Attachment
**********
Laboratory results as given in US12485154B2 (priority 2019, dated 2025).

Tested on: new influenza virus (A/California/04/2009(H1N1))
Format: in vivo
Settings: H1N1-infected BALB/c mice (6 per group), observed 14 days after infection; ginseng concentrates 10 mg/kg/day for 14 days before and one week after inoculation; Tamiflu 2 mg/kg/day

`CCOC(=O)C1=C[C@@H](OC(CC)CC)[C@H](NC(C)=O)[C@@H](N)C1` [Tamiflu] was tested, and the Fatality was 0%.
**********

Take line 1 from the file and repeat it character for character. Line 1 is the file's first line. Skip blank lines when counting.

Laboratory results as given in US12485154B2 (priority 2019, dated 2025).